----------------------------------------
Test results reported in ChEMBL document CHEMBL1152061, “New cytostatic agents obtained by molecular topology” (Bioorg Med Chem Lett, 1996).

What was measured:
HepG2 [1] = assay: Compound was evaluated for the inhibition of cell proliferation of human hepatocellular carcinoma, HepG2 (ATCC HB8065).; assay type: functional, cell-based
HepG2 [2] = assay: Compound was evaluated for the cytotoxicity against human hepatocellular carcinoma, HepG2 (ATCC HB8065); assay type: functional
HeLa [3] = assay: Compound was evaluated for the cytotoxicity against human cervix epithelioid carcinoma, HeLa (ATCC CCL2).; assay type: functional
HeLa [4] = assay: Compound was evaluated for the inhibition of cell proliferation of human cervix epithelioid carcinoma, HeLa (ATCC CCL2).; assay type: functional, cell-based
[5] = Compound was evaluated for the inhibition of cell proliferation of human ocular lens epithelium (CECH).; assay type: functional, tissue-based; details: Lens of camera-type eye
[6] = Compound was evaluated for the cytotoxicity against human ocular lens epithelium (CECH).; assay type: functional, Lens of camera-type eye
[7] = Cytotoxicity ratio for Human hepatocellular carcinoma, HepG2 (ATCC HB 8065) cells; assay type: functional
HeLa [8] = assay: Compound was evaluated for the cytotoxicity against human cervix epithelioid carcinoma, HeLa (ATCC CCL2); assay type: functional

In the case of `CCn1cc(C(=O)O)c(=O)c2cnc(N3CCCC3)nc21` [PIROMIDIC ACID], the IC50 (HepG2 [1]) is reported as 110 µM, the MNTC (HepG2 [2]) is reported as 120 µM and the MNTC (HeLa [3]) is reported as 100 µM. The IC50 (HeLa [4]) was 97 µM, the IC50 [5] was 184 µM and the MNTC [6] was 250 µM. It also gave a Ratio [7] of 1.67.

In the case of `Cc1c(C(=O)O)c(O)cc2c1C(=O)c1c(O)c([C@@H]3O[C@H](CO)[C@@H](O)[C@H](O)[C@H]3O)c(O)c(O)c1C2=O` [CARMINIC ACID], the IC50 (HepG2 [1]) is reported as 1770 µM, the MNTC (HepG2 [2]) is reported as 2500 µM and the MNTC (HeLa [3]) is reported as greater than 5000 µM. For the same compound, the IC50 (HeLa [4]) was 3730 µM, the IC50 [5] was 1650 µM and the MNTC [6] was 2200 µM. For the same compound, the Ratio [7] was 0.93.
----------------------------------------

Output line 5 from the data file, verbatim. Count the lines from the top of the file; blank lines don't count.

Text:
HeLa [3] = assay: Compound was evaluated for the cytotoxicity against human cervix epithelioid carcinoma, HeLa (ATCC CCL2).; assay type: functional